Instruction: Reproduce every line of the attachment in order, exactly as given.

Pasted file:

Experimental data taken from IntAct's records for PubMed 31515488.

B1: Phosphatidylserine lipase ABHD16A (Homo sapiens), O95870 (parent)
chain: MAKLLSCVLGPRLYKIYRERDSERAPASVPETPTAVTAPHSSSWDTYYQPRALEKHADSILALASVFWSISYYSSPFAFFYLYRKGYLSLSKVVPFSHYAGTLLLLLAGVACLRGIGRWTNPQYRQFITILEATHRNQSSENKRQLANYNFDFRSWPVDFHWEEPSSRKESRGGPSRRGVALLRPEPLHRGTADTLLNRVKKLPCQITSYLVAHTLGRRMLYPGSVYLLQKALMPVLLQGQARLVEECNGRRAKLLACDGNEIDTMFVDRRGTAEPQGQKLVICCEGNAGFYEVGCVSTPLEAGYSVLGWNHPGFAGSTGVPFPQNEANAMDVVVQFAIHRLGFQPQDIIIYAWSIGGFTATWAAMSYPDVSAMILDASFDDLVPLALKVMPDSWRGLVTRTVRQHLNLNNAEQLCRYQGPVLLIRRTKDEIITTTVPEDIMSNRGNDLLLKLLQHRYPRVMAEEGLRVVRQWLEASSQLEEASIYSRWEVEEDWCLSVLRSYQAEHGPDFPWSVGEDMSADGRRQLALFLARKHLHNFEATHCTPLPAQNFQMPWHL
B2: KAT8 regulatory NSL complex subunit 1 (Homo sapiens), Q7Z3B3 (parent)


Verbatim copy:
Experimental data taken from IntAct's records for PubMed 31515488.

B1: Phosphatidylserine lipase ABHD16A (Homo sapiens), O95870 (parent)
chain: MAKLLSCVLGPRLYKIYRERDSERAPASVPETPTAVTAPHSSSWDTYYQPRALEKHADSILALASVFWSISYYSSPFAFFYLYRKGYLSLSKVVPFSHYAGTLLLLLAGVACLRGIGRWTNPQYRQFITILEATHRNQSSENKRQLANYNFDFRSWPVDFHWEEPSSRKESRGGPSRRGVALLRPEPLHRGTADTLLNRVKKLPCQITSYLVAHTLGRRMLYPGSVYLLQKALMPVLLQGQARLVEECNGRRAKLLACDGNEIDTMFVDRRGTAEPQGQKLVICCEGNAGFYEVGCVSTPLEAGYSVLGWNHPGFAGSTGVPFPQNEANAMDVVVQFAIHRLGFQPQDIIIYAWSIGGFTATWAAMSYPDVSAMILDASFDDLVPLALKVMPDSWRGLVTRTVRQHLNLNNAEQLCRYQGPVLLIRRTKDEIITTTVPEDIMSNRGNDLLLKLLQHRYPRVMAEEGLRVVRQWLEASSQLEEASIYSRWEVEEDWCLSVLRSYQAEHGPDFPWSVGEDMSADGRRQLALFLARKHLHNFEATHCTPLPAQNFQMPWHL
B2: KAT8 regulatory NSL complex subunit 1 (Homo sapiens), Q7Z3B3 (parent)